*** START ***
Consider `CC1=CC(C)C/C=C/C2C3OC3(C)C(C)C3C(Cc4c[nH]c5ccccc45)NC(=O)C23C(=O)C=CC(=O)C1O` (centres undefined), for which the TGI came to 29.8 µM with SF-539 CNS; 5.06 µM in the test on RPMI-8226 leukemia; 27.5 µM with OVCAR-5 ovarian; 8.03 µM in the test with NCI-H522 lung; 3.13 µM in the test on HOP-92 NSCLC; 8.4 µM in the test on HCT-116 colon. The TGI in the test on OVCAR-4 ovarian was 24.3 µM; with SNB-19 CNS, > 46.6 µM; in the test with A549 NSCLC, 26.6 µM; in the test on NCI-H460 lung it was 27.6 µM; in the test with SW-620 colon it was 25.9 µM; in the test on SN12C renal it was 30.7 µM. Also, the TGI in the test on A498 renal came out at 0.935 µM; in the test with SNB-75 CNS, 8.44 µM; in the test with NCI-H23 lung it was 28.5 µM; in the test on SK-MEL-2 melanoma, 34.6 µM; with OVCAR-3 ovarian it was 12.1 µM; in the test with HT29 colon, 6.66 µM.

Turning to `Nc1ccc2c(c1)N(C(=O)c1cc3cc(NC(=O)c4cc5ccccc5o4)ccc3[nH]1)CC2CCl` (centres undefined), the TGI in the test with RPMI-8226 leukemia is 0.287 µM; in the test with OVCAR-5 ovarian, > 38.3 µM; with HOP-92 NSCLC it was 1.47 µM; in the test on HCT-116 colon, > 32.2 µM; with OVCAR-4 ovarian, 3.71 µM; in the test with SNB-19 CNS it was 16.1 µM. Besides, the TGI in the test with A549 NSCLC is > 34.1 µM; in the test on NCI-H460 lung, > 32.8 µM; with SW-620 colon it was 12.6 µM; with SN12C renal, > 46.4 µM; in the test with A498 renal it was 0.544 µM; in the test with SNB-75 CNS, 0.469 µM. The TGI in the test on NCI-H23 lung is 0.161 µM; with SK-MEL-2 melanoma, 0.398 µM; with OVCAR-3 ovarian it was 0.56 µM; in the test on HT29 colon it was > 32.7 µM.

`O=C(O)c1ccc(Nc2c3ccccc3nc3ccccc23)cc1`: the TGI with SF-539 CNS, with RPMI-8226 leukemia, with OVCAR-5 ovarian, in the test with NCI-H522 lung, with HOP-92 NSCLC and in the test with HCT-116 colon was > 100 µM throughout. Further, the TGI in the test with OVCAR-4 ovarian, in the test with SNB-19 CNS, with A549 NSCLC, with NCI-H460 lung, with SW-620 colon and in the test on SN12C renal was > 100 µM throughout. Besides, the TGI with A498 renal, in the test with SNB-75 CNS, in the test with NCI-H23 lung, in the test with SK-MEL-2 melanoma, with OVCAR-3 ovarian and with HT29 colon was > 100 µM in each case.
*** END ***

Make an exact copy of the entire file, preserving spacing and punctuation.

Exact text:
Consider `CC1=CC(C)C/C=C/C2C3OC3(C)C(C)C3C(Cc4c[nH]c5ccccc45)NC(=O)C23C(=O)C=CC(=O)C1O` (centres undefined), for which the TGI came to 29.8 µM with SF-539 CNS; 5.06 µM in the test on RPMI-8226 leukemia; 27.5 µM with OVCAR-5 ovarian; 8.03 µM in the test with NCI-H522 lung; 3.13 µM in the test on HOP-92 NSCLC; 8.4 µM in the test on HCT-116 colon. The TGI in the test on OVCAR-4 ovarian was 24.3 µM; with SNB-19 CNS, > 46.6 µM; in the test with A549 NSCLC, 26.6 µM; in the test on NCI-H460 lung it was 27.6 µM; in the test with SW-620 colon it was 25.9 µM; in the test on SN12C renal it was 30.7 µM. Also, the TGI in the test on A498 renal came out at 0.935 µM; in the test with SNB-75 CNS, 8.44 µM; in the test with NCI-H23 lung it was 28.5 µM; in the test on SK-MEL-2 melanoma, 34.6 µM; with OVCAR-3 ovarian it was 12.1 µM; in the test with HT29 colon, 6.66 µM.

Turning to `Nc1ccc2c(c1)N(C(=O)c1cc3cc(NC(=O)c4cc5ccccc5o4)ccc3[nH]1)CC2CCl` (centres undefined), the TGI in the test with RPMI-8226 leukemia is 0.287 µM; in the test with OVCAR-5 ovarian, > 38.3 µM; with HOP-92 NSCLC it was 1.47 µM; in the test on HCT-116 colon, > 32.2 µM; with OVCAR-4 ovarian, 3.71 µM; in the test with SNB-19 CNS it was 16.1 µM. Besides, the TGI in the test with A549 NSCLC is > 34.1 µM; in the test on NCI-H460 lung, > 32.8 µM; with SW-620 colon it was 12.6 µM; with SN12C renal, > 46.4 µM; in the test with A498 renal it was 0.544 µM; in the test with SNB-75 CNS, 0.469 µM. The TGI in the test on NCI-H23 lung is 0.161 µM; with SK-MEL-2 melanoma, 0.398 µM; with OVCAR-3 ovarian it was 0.56 µM; in the test on HT29 colon it was > 32.7 µM.

`O=C(O)c1ccc(Nc2c3ccccc3nc3ccccc23)cc1`: the TGI with SF-539 CNS, with RPMI-8226 leukemia, with OVCAR-5 ovarian, in the test with NCI-H522 lung, with HOP-92 NSCLC and in the test with HCT-116 colon was > 100 µM throughout. Further, the TGI in the test with OVCAR-4 ovarian, in the test with SNB-19 CNS, with A549 NSCLC, with NCI-H460 lung, with SW-620 colon and in the test on SN12C renal was > 100 µM throughout. Besides, the TGI with A498 renal, in the test with SNB-75 CNS, in the test with NCI-H23 lung, in the test with SK-MEL-2 melanoma, with OVCAR-3 ovarian and with HT29 colon was > 100 µM in each case.